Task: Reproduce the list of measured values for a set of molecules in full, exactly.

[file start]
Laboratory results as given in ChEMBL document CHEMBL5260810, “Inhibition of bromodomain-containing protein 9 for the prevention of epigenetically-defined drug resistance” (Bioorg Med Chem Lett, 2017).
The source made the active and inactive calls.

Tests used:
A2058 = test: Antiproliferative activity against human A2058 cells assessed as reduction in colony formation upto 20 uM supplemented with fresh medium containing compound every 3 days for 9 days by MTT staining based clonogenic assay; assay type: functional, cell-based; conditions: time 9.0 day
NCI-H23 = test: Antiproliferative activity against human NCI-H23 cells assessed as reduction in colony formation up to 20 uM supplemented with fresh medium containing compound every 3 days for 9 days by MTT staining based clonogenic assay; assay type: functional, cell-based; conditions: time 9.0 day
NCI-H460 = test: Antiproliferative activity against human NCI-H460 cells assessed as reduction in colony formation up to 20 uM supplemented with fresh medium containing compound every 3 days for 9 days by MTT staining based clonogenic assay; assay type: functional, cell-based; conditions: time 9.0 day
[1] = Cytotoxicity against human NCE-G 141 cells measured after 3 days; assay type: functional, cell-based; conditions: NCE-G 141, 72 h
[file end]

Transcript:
Laboratory results as given in ChEMBL document CHEMBL5260810, “Inhibition of bromodomain-containing protein 9 for the prevention of epigenetically-defined drug resistance” (Bioorg Med Chem Lett, 2017).
The source made the active and inactive calls.

Tests used:
A2058 = test: Antiproliferative activity against human A2058 cells assessed as reduction in colony formation upto 20 uM supplemented with fresh medium containing compound every 3 days for 9 days by MTT staining based clonogenic assay; assay type: functional, cell-based; conditions: time 9.0 day
NCI-H23 = test: Antiproliferative activity against human NCI-H23 cells assessed as reduction in colony formation up to 20 uM supplemented with fresh medium containing compound every 3 days for 9 days by MTT staining based clonogenic assay; assay type: functional, cell-based; conditions: time 9.0 day
NCI-H460 = test: Antiproliferative activity against human NCI-H460 cells assessed as reduction in colony formation up to 20 uM supplemented with fresh medium containing compound every 3 days for 9 days by MTT staining based clonogenic assay; assay type: functional, cell-based; conditions: time 9.0 day
[1] = Cytotoxicity against human NCE-G 141 cells measured after 3 days; assay type: functional, cell-based; conditions: NCE-G 141, 72 h